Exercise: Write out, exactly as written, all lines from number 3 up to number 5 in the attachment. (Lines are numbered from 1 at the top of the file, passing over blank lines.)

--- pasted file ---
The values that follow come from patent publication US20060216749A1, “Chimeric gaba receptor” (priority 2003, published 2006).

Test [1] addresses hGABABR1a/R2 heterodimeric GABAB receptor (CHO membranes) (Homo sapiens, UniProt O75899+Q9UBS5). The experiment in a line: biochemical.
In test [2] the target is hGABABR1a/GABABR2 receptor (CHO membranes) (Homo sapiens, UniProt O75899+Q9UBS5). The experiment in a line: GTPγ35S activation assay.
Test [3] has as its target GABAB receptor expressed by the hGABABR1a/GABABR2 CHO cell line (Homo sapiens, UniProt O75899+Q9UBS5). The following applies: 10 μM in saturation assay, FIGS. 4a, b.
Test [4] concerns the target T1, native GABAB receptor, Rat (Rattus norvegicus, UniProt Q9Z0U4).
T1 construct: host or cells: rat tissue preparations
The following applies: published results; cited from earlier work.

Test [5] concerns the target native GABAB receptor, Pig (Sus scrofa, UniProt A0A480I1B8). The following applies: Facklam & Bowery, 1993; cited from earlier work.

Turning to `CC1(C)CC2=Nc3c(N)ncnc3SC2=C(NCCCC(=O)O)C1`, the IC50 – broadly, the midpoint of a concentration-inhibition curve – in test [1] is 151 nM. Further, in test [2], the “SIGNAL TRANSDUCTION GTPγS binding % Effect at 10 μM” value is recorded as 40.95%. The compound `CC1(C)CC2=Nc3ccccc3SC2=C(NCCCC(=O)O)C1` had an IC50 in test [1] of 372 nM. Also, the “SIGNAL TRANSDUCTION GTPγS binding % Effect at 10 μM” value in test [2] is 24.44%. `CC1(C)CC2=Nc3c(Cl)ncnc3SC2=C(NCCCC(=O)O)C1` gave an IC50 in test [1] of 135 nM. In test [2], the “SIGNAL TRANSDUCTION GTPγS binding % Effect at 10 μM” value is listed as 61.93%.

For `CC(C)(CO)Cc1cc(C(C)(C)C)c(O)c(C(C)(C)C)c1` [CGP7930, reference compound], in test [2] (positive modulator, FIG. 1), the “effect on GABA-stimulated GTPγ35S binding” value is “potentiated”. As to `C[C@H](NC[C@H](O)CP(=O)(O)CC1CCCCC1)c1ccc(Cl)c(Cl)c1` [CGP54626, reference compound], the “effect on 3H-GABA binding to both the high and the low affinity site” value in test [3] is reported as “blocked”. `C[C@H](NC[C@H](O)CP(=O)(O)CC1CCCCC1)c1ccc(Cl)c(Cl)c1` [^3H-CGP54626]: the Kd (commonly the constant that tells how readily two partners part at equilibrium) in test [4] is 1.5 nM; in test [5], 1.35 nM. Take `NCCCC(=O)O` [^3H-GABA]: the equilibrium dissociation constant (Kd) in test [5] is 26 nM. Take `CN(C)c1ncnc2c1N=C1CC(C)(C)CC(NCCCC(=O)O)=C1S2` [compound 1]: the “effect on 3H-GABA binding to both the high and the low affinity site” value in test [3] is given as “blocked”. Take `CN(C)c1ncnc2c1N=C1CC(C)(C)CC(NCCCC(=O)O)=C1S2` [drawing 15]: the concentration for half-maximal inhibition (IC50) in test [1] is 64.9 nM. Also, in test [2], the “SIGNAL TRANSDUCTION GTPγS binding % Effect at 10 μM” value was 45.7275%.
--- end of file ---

In test [2] the target is hGABABR1a/GABABR2 receptor (CHO membranes) (Homo sapiens, UniProt O75899+Q9UBS5). The experiment in a line: GTPγ35S activation assay.
Test [3] has as its target GABAB receptor expressed by the hGABABR1a/GABABR2 CHO cell line (Homo sapiens, UniProt O75899+Q9UBS5). The following applies: 10 μM in saturation assay, FIGS. 4a, b.
Test [4] concerns the target T1, native GABAB receptor, Rat (Rattus norvegicus, UniProt Q9Z0U4).